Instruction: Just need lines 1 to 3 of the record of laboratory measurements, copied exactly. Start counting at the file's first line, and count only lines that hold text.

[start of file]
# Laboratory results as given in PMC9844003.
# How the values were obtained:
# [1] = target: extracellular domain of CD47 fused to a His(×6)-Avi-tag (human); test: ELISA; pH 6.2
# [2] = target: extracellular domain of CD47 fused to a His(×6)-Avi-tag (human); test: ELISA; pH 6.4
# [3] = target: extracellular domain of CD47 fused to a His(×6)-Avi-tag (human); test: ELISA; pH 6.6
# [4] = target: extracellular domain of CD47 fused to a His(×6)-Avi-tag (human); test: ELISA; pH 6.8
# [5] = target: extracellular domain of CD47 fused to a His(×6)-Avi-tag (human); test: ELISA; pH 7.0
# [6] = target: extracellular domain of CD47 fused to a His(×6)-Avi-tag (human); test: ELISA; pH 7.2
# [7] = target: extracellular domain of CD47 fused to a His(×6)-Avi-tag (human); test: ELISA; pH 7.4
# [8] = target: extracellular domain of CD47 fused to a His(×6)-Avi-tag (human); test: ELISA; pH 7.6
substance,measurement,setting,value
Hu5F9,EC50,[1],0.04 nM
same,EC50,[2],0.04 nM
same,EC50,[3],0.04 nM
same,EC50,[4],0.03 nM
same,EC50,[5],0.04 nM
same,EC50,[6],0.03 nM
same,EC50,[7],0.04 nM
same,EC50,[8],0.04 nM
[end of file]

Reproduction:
# Laboratory results as given in PMC9844003.
# How the values were obtained:
# [1] = target: extracellular domain of CD47 fused to a His(×6)-Avi-tag (human); test: ELISA; pH 6.2